A response to Salil Tripathi - II
Facts are sacred; comment is free.
In his column ‘Here, There, Everywhere’, published in Mint under the headline “Incredible impunity” on February 29, 2012, Mr Salil Tripathi displays incredible ignorance (I sincerely mean no offence for he is a writer gifted with incredible intelligence) of Gujarat’s incredible economic growth and incredible prosperity, both of which are the envy of every State in the country.
The economic development and growth, and the consequent prosperity, witnessed in Gujarat have whetted the aspirations of Indians from Kashmir to Kanyakumari. They have brought about a paradigm shift in the people’s expectations from their Government – in their respective States; at the Centre. All this, of course, is inconsequential to Mr Tripathi who is neither impressed nor moved by Gujarat’s giant strides!
Reluctant to use the term ‘Modi Model’ for reasons that do not merit elaboration, a senior CPI(M) leader of West Bengal, reflecting on what went wrong with the Left Front that led to its decimation in the 2011 Assembly election, ruefully told me: “If only we had worked towards adopting the Gujarat Model…”
Those who are determined to demonise Mr Narendra Modi and deny him any credit for the ‘Gujarat Model’ of remarkable growth and prosperity are welcome to live in cussed denial, but that won’t change the ground reality – Gujarat’s economy has grown; Gujaratis (both Hindus and Muslims) have prospered. Nor will it influence the manner in which investors at home and abroad view the State.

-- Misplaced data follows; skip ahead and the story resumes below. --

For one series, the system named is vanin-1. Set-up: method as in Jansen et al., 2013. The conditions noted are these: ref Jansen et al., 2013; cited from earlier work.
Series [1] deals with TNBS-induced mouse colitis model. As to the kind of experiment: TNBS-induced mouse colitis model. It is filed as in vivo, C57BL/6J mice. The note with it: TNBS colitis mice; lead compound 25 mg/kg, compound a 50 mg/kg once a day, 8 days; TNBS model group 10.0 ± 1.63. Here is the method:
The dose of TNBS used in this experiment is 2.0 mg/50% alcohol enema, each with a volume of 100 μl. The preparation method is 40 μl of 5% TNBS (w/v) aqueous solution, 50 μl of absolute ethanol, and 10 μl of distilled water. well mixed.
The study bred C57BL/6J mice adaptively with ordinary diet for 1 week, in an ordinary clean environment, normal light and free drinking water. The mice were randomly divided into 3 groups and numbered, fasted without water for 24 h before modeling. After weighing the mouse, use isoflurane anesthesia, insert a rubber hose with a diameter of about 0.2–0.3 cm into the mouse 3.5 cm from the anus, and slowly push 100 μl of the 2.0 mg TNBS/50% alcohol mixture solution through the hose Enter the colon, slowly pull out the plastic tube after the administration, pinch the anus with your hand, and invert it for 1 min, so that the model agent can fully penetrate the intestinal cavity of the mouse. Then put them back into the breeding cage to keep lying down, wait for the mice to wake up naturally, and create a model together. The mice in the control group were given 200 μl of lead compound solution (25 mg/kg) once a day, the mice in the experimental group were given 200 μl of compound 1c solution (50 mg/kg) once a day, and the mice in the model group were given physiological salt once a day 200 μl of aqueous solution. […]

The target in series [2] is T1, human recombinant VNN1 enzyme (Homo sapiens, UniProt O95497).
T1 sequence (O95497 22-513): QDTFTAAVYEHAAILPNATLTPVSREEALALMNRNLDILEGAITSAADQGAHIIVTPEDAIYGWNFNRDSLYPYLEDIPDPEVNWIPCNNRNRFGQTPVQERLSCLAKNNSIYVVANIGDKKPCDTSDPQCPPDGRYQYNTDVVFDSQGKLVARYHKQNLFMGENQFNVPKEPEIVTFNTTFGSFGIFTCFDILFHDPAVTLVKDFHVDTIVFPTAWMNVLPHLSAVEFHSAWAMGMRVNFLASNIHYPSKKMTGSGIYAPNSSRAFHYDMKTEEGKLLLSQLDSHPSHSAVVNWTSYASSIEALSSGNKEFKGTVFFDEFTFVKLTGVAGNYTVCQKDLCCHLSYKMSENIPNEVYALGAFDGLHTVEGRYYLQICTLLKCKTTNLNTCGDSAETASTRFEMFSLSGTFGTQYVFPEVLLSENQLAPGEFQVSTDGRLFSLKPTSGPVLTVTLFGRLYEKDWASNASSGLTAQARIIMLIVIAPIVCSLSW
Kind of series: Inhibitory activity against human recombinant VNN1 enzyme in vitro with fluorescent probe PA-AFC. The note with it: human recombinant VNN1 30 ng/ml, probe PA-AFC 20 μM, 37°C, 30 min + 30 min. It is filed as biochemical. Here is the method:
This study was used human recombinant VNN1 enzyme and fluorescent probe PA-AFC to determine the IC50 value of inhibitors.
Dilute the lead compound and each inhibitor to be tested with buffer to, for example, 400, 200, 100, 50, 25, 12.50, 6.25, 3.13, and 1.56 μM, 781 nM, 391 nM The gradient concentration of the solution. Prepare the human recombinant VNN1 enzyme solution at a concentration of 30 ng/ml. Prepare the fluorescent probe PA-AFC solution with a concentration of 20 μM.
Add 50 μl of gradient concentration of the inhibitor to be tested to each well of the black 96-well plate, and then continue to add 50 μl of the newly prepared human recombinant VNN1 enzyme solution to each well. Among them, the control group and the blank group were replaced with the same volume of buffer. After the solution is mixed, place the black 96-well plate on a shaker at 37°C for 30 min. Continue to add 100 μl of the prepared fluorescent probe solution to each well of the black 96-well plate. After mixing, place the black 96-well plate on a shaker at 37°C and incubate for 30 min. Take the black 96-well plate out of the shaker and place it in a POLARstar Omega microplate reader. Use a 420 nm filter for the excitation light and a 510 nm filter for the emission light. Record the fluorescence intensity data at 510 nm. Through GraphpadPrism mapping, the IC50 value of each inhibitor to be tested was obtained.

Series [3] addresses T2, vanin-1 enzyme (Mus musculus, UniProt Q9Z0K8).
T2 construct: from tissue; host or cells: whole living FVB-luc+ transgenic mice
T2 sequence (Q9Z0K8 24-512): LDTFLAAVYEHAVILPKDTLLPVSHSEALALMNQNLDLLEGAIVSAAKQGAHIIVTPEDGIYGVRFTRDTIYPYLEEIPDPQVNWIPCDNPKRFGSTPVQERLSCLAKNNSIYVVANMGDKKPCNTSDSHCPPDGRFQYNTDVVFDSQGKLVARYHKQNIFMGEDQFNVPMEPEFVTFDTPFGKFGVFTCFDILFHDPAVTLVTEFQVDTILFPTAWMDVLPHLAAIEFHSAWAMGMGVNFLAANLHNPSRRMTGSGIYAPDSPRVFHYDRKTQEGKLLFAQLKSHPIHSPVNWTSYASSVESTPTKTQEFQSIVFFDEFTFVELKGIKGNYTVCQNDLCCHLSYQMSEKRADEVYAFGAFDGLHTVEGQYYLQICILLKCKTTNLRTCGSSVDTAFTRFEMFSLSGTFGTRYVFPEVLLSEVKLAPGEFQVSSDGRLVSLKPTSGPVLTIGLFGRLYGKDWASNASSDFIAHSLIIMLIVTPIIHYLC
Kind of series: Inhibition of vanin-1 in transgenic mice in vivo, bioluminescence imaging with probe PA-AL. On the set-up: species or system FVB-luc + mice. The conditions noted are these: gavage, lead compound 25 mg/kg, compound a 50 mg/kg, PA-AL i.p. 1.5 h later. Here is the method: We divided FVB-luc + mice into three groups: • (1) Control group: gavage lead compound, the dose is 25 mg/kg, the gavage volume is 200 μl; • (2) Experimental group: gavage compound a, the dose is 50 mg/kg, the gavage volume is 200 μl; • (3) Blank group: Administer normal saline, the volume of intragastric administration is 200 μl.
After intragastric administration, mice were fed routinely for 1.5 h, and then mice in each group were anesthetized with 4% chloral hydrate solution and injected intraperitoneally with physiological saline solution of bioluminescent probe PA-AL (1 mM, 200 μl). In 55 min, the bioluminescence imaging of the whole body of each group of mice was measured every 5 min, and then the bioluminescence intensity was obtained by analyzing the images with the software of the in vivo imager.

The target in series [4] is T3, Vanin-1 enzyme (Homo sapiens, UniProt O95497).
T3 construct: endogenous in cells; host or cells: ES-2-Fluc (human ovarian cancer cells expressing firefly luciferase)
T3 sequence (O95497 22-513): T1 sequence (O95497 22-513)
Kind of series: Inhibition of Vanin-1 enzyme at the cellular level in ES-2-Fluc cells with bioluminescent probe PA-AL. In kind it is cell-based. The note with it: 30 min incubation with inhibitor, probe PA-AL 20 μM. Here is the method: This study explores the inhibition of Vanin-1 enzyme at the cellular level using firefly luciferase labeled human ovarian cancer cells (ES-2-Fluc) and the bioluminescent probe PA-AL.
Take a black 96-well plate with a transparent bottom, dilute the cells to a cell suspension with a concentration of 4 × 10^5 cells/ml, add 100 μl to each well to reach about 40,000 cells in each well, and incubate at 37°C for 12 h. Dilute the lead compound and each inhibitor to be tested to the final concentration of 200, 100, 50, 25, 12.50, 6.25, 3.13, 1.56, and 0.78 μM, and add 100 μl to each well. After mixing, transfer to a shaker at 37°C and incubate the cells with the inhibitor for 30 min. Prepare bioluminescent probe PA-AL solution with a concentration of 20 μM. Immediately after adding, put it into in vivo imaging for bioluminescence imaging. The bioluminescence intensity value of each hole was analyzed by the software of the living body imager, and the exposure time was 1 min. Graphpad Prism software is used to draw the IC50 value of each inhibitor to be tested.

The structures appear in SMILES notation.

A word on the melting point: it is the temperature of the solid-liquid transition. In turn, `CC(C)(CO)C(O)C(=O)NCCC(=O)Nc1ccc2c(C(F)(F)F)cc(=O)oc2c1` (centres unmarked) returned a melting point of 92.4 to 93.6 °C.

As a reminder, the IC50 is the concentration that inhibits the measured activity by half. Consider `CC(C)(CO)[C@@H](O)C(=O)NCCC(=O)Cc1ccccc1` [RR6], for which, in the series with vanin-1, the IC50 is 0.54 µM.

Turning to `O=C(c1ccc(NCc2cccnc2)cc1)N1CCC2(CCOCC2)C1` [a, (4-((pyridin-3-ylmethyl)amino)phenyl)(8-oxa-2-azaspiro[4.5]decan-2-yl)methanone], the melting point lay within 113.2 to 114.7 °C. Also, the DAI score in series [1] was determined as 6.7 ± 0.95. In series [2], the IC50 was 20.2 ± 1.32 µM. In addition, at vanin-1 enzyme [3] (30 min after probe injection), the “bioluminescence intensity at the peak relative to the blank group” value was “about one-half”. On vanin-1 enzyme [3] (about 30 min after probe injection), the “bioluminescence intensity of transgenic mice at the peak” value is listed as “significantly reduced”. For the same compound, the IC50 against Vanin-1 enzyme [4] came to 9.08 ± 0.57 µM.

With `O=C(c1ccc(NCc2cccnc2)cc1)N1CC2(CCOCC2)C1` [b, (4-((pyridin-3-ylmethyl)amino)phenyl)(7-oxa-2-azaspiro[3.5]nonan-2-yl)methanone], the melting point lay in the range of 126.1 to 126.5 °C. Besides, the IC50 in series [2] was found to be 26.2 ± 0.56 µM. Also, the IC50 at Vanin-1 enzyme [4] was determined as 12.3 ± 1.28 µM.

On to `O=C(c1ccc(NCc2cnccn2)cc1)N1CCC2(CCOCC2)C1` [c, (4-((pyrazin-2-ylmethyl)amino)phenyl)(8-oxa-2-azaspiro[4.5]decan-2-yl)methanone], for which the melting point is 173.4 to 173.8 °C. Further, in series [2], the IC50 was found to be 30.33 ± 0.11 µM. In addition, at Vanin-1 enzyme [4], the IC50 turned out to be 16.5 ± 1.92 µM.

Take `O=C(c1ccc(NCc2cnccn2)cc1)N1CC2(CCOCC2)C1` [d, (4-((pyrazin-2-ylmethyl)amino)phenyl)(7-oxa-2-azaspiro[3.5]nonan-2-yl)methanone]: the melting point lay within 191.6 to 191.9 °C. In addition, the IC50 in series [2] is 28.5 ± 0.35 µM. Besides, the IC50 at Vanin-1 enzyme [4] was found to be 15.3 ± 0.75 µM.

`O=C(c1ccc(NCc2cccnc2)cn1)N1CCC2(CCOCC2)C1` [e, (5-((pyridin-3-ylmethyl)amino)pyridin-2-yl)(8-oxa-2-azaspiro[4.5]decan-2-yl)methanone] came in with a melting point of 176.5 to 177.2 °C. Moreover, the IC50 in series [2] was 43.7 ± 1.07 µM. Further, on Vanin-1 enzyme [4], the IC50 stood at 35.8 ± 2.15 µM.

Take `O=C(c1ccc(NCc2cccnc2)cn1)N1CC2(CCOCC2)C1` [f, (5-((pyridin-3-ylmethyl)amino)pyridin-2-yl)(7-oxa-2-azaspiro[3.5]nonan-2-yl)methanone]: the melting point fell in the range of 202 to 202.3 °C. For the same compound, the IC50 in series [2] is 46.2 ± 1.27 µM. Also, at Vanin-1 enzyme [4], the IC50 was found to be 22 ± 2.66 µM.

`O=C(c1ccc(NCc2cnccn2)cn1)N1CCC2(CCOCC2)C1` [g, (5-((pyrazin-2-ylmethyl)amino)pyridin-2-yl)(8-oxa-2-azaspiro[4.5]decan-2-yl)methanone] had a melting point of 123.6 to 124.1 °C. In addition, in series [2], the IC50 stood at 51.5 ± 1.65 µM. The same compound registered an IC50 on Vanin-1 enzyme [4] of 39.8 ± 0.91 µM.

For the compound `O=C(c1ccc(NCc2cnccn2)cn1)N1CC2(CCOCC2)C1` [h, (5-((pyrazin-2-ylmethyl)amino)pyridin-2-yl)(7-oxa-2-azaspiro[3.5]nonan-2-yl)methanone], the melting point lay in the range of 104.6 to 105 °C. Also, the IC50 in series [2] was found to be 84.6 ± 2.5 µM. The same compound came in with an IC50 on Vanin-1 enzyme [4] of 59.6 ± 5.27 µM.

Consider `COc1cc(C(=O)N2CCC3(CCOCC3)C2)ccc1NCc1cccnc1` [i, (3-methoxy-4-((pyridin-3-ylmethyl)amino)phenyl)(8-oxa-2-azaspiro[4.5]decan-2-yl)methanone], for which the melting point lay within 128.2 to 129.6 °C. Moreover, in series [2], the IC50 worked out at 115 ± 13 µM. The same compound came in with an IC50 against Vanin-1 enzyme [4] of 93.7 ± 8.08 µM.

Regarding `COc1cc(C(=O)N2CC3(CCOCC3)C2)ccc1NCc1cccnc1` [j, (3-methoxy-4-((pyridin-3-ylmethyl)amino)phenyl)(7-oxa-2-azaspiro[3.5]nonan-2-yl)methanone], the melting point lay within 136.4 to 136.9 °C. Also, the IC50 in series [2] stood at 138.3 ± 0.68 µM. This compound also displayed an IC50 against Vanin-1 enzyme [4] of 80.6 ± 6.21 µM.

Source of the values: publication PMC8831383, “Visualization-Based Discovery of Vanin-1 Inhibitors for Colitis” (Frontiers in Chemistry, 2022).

Vibrant Gujarat has set new standards for other States to emulate. That entrepreneurs from other States, including Jammu & Kashmir, want to set up their businesses in Gujarat explains what sets this State apart from others. That difference is on account of the political leadership of the day.
Comparisons, as the adage goes, can be odious. Hence they are best avoided. But since Mr Tripathi has compared Gujarat to Maharashtra in a strenuous effort to belittle the former’s achievements, it would be in order to not only suggest that he and other critics of Mr Narendra Modi should revisit the socio-economic profiles of the two States for a closer scrutiny of details, but to also point out that a vast gulf separates these two States.
That gulf is about probity in public life; it’s about the integrity of those who are in charge of the Government; it’s about, to put it in two words, good governance.
Mr Tripathi is right when he says Gujaratis are an enterprising lot and that they have always done better than other Indians, even in trying circumstances – for instance, when Chimanbhai was Chief Minister of the State, the man who was known as “Chiman Chor”. Gujarat’s economic growth and prosperity over the past decade has been accompanied by a thorough cleansing of the system. Mr Narendra Modi can justly claim: “Na khata hoon na khilata hoon.”
That, understandably, leaves many disconsolate.
Stray statistics, confusing and plucked at random, find mention in Mr Tripathi’s column: They have been quoted to put down Gujarat. I can only cite from official documents a set of statistics that I have cross-checked with friends in the Planning Commission:
Gross Domestic Product: At current prices, Gujarat’s share at Rs 5,13,173 crore is 7.17 per cent of India’s GDP. At constant prices (2004-05), it’s Rs 3,65,295 crore, or 7.48 per cent of India’s GDP.
Net Domestic Product: At current prices, Gujarat’s share at Rs 4,40,942 crore is 6.89 per cent of India’s NDP. At constant prices (2004-05), it’s Rs 3,09,409 crore, or 7.16 per cent of India’s NDP.